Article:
Monday, April 22, 2013
As a defender of Christianity I want to be sure that I am engaging with the most powerful evidence for opposing worldviews. Engaging with weak evidence tends to show that I am unaware of the more powerful evidence or simply cannot answer the more powerful evidence- both of which often would result in my arguing against a straw man. In so many of my discussions with fellow Christians about different worldviews I like to play "devil's advocate." This is my effort to inform them of the stronger evidence for opposing worldviews and give them some pointers for responding to what skeptics will use to show their worldview as true.
The other day I was in discussion with several friends about naturalism. We were discussing some of the weaknesses of the view from a scientific perspective. One person confidently offered a challenge and explained that there was no way for naturalism to explain the observations he cited. Now, I'm no supporter of naturalism; however, I explained to him how a naturalist could not only explain the observations, but that their models even predict the observation he cited. His response was a dismissive, "well, how convenient."
Christians Do It Too
The first thing I want to point out is that there is nothing wrong with having a "convenient" belief in a worldview. In Christianity it is quite convenient that God is concerned with building the character of His people. This addresses the logical problem of evil. It is convenient that God is a God of justice as well as love. This addresses the problem with the existence of eternal punishment. It is convenient that God is not merely an engineer, but also an artist. This can address the challenges to "superfluous" or "bad" designs in nature. All three of these "convenient" beliefs are used to address common challenges to Christianity. We should not dismiss "convenient" beliefs in other worldviews just because it addresses one of our critiques.
Being A "Sore Loser" In Discussion
Second, if this response had been offered to someone who actually holds the position I was defending, it would have been taken as very disrespectful, illogical, anti-scientific and likely would have closed off further conversation, not only on the scientific issues, but also salvific issues. I am very glad that my friend was in the company of people who hold similar views. In the "safe" environment of Christian friends, it can be shown why such a response as that one is actually quite detrimental to conversations of science and faith, and what a more productive response may sound like.
Be Gentle and Respectful
So, how should we respond when someone offers an explanation that addresses our critique consistently in their worldview? The first thing that we need to do is grant that they have made a very good point and you can see how what they have offered makes sense from their perspective (this should be done even if you can offer a counter-response). Second, if you are aware of how their response is inconsistent with another part of the worldview, you should then point out that difficulty and see how they respond. However, if you are not familiar with how to respond, you should either let them know that you will look into their response further, or you may grant that it is a valid response and move on to something else.
Now, one of the hardest, yet most influential reactions that we can have in this situation is that we grant that the response is valid. Not only can we move on to other critiques, but it lets the person know that we are open to being wrong- we do not believe that we know everything or have all the answers. This humility goes a long way for those who have had bad experiences (perhaps someone who simply dismissed them with, "How conveeeenient!").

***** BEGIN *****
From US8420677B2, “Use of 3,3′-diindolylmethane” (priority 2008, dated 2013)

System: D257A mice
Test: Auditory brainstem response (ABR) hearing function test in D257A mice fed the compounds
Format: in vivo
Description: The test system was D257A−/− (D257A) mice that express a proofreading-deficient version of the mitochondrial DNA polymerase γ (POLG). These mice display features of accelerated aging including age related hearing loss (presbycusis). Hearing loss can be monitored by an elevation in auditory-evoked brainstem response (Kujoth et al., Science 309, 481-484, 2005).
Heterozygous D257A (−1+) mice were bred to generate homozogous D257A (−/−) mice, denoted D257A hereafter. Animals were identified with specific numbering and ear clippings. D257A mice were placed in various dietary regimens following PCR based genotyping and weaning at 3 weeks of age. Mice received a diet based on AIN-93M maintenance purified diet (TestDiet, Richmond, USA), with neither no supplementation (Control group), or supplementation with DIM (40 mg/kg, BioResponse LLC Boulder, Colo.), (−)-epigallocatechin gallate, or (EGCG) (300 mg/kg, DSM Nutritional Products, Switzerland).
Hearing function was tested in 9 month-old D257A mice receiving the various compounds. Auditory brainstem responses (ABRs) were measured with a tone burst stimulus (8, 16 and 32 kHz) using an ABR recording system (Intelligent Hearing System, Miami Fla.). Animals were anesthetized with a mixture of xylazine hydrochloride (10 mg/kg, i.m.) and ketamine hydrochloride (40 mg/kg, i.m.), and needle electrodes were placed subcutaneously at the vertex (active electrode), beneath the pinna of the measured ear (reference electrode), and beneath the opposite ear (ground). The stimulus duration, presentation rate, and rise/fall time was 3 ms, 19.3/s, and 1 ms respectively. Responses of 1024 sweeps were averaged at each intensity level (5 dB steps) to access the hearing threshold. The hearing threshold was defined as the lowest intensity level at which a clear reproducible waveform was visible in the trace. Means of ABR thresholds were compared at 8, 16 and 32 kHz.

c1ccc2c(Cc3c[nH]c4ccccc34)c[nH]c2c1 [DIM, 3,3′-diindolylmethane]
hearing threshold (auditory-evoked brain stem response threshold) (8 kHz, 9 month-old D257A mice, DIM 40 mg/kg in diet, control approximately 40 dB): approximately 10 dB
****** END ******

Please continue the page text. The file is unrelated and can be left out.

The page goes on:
If we follow these two simple steps, we can keep conversation open, not only during that specific discussion but also for future encounters with the same person. Using this method will also prepare us for similar situations with others in the future. Any time that we offer a critique, and someone offers a valid response, that is an opportunity to refine our critique and understand more about the details of the worldview we are critiquing. This allows us to prevent arguing against straw men and thus be taken more seriously when we are offering critique.
In Internal Debates
Of course this not only applies to discussions of worldviews outside the one we hold, but it also holds true for internal debates. But there is one major advantage in these discussions. We can not only grant that the other person may have a good point, but we can also grant that they might just be right, and we are wrong. Granting that a challenge to a particular view within Christianity has been overcome does not mean that Christianity is not true; it just means that we do not currently know everything and that it is time to leave behind what is incorrect and embrace what is correct. As a bonus, as we discuss Christianity with those outside the faith, we can eliminate false beliefs that we hold, which also removes possible points of critique for them to offer against us (see more on that in Internal Debates and Apologetics).
If Christians would adopt a more humble approach to people (Christian or not) they debate about what is true, the emotional reasons for rejecting a view (the character of the person presenting it) won't be in the way. For Christians this will bring us closer to God (we can know Him more accurately) and for non-Christians it will bring them to Him. It also refines our knowledge of reality and strengthens our arguments for the truth of Christianity.